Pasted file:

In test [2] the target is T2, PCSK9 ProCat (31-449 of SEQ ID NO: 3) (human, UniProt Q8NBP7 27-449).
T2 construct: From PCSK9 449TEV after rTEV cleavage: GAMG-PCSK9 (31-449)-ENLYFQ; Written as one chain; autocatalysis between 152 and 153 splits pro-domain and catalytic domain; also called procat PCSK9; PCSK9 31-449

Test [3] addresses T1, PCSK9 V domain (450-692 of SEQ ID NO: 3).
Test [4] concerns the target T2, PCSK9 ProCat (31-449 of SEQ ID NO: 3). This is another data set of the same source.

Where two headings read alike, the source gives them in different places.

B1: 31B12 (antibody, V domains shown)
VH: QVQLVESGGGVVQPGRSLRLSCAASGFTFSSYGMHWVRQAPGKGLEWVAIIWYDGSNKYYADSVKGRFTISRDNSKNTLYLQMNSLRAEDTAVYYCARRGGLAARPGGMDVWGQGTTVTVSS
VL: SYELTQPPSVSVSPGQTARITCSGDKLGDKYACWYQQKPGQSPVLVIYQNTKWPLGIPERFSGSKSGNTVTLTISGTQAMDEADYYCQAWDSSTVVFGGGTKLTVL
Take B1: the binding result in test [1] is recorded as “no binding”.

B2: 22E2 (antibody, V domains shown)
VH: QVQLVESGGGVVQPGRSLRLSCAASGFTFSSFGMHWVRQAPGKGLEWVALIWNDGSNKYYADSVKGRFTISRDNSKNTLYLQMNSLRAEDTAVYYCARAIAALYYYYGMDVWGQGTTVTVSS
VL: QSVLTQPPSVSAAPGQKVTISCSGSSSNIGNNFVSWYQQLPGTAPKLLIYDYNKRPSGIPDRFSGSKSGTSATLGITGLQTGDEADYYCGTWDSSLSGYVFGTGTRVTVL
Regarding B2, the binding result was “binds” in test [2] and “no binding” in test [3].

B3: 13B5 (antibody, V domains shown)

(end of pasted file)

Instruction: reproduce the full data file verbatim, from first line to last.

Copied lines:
In test [2] the target is T2, PCSK9 ProCat (31-449 of SEQ ID NO: 3) (human, UniProt Q8NBP7 27-449).
T2 construct: From PCSK9 449TEV after rTEV cleavage: GAMG-PCSK9 (31-449)-ENLYFQ; Written as one chain; autocatalysis between 152 and 153 splits pro-domain and catalytic domain; also called procat PCSK9; PCSK9 31-449

Test [3] addresses T1, PCSK9 V domain (450-692 of SEQ ID NO: 3).
Test [4] concerns the target T2, PCSK9 ProCat (31-449 of SEQ ID NO: 3). This is another data set of the same source.

Where two headings read alike, the source gives them in different places.

B1: 31B12 (antibody, V domains shown)
VH: QVQLVESGGGVVQPGRSLRLSCAASGFTFSSYGMHWVRQAPGKGLEWVAIIWYDGSNKYYADSVKGRFTISRDNSKNTLYLQMNSLRAEDTAVYYCARRGGLAARPGGMDVWGQGTTVTVSS
VL: SYELTQPPSVSVSPGQTARITCSGDKLGDKYACWYQQKPGQSPVLVIYQNTKWPLGIPERFSGSKSGNTVTLTISGTQAMDEADYYCQAWDSSTVVFGGGTKLTVL
Take B1: the binding result in test [1] is recorded as “no binding”.

B2: 22E2 (antibody, V domains shown)
VH: QVQLVESGGGVVQPGRSLRLSCAASGFTFSSFGMHWVRQAPGKGLEWVALIWNDGSNKYYADSVKGRFTISRDNSKNTLYLQMNSLRAEDTAVYYCARAIAALYYYYGMDVWGQGTTVTVSS
VL: QSVLTQPPSVSAAPGQKVTISCSGSSSNIGNNFVSWYQQLPGTAPKLLIYDYNKRPSGIPDRFSGSKSGTSATLGITGLQTGDEADYYCGTWDSSLSGYVFGTGTRVTVL
Regarding B2, the binding result was “binds” in test [2] and “no binding” in test [3].

B3: 13B5 (antibody, V domains shown)